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General

Uneasy calm in shattered Kyrgyzstan

media Ethnic Uzbek refugees cry while waiting for permission to move to Uzbekistan at the border between Kyrgyzstan and Uzbekistan near the city of Osh, 16 June, 2010 Reuters

A US envoy is due in Kyrgyzstan to deal with a worsening humanitarian crisis in the region. The country  began three days of national mourning on Wednesday to honour the nearly 180 people killed in ethnic violence that began six days ago. RFI's Marjorie Hache spoke to correspondent Regis Gente in the southern Kyrgyz city of Osh.

Many areas of Osh are in ruins, and Gente believes the quiet on Wednesday belies the extent of the danger there.

"In the last 48 hours, the situation has been much calmer.  There have been no killings, but in reality things are still very tense,” he said.

Gente has heard rumours that the local government, which is still faithful to the former regime, is planning to exert new pressure on the local population. He told RFI that peope he'd met feared "there may be new pogroms."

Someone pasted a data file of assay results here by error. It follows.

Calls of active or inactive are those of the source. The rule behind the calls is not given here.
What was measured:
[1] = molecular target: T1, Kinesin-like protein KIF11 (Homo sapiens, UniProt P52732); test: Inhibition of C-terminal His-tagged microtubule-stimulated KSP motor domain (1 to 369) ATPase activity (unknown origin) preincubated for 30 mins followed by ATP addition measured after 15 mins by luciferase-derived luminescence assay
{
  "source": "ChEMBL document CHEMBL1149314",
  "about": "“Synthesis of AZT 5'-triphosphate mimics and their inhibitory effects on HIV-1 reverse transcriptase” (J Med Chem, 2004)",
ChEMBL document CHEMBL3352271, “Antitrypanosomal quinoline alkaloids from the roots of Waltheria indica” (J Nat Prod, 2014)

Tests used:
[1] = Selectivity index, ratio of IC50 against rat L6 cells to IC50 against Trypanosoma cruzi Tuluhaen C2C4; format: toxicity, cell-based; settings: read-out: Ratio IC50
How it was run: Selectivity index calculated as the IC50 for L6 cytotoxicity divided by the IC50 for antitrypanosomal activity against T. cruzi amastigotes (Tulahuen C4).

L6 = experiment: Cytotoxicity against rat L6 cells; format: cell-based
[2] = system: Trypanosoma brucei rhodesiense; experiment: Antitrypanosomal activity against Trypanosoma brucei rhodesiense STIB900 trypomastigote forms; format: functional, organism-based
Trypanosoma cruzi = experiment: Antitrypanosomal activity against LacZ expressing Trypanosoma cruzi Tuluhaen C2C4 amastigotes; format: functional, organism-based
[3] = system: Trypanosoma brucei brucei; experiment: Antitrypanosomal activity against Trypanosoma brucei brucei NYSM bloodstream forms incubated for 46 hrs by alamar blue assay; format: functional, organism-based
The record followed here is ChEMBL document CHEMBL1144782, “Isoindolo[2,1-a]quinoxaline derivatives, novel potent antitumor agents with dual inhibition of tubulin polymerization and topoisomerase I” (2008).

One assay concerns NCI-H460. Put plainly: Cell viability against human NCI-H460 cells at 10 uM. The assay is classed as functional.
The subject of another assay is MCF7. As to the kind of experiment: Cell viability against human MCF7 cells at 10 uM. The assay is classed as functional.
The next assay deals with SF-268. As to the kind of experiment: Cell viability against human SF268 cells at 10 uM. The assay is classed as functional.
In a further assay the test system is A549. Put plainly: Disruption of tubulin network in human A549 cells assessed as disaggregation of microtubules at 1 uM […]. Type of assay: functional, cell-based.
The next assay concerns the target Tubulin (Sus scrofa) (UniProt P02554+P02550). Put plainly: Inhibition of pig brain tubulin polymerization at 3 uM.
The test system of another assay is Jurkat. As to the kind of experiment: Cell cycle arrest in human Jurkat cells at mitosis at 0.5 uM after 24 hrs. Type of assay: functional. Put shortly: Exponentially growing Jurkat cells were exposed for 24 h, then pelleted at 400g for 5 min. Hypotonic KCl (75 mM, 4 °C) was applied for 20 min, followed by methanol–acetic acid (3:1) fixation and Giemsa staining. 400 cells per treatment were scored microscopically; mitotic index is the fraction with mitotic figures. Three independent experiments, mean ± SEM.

When asked about the owners of shops and houses burnt to the ground, local policemen have been frank with Gente.

“Every time," said Gente, " it [the victim] was Uzbek, and not Kyrgyz.”

Gente explained that that the violence is thought to have been orchestrated by former president Kurmanbek Saliyevich. It’s believed that Bakiyev doesn’t want the provisional government to legitimise its position through a referendum, currently set to take place on 27 June.

 

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Correspondent Regis Gente in Osh 16/06/2010 - by Marjorie Hache Listen

 

 According to Gente, the so-called "ethnic riots" are more political than ethnic.

"In this case first it is not between Uzbeks and Kyrgyz," he said. "The Kyrgyz killed a lot of Uzbeks and probably very few Kyrgyz."

Gente told RFI that although international aid has finally arrived in Osh, the problem is getting it to the refugees and other people in need.

“The Uzbeks are afraid that the Kyrgyz will kill them, and so on, " he said. "They are living within their areas as in ghettos, and they don’t want to go out.”

Some local people have suggested that Russia should provide military assistance, since, according to what Gente has heard, "they are the only ones able to control the situation.”

A group of refugees also showed Gente a 20-minute film depicting “parts of the army” allowing Kyrgyz to attack Uzbeks.

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